Revolver’s win over Justice League at Regionals in 2006 was as shocking as Saucy Jack’s win over Double Happiness ten years prior. Not only did this win keep Payne’s former team from a trip back to Nationals, it was the first time since the 1998 merger that Jam did not finish the season as the top Men’s team in the Bay Area.
“There was some kind of cosmic justice at play that year,” Payne suggests. “I certainly think I learned some things ten years earlier with Saucy that helped Revolver in 2006. That win at 2006 Regionals was really the foundation for the program you see today… it showed us the power of the Revolver model.”
That year, Revolver’s first as a team, they captured a 5th place finish at Club Nationals. It wouldn’t be until 2010 that Revolver won it all — the only time Payne would win a championship as a player. But like the Stanford teams in 2001 and 2002, Revolver was built early on to experiment first, and succeed later.
IT WAS ALSO around that time that the saplings of the current state of ultimate — the sport as a whole — were taking root. Running parallel to his Stanford-Jam-Revolver timeline, Mike Payne aerated the soil, planted a couple seeds, and poured a lot of effort into the future of the sport.
In 2002, Payne began working on a project for the Ultimate Players Association, working with Will Deaver to brainstorm and research potential structures for tiered play, similar to other sporting competitions like European soccer’s promotion-relegation structure. These casual discussions between the two would lay the groundwork for what we now have in the Triple Crown Tour.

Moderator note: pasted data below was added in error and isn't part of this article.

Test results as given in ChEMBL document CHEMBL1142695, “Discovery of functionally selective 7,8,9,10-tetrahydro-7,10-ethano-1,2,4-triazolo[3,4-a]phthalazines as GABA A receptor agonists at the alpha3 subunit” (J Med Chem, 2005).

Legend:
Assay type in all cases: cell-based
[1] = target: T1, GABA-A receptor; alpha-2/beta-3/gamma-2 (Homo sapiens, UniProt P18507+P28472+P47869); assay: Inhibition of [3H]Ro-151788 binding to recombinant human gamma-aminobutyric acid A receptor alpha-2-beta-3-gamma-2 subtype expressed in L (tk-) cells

Based on this early work with Deaver, Payne took an interest in the sport’s governance. In 2004, he was first elected to the Board of Directors, a position he’s held on and off since, even serving as the Board’s President for six years — the longest-serving President in the organization’s nearly 40-year history. While on the Board, Payne has worked with the staff and other Board members to drive rapid change and growth, including:
- Changing the organization’s name from the Ultimate Players Association to the much more marketable — albeit not entirely uncontroversial — USA Ultimate.
- Placing emphasis on youth and High School ultimate, expanding staff to work on these programs.
- Growing membership from about 19,200 participants in 2004 to about 50,000 in 2015.
- Earning official recognition from the IOC and USOC.
- Securing the sport’s first broadcast agreement with ESPN.
- Creating and implementing the Triple Crown Tour.
Henry Thorne, who also sits on the Board at USAU, notes that the same preparation and attention to detail that made Payne a success on the field translates to the Boardroom. “I’ve played against Mike in fun games and tournaments, and his mark was so precise and tailored to my throwing style, that it prevented me from making any throw I was attempting.” Much like the precision necessary to be a winning ultimate player, the details are essential when running a sport’s governing body.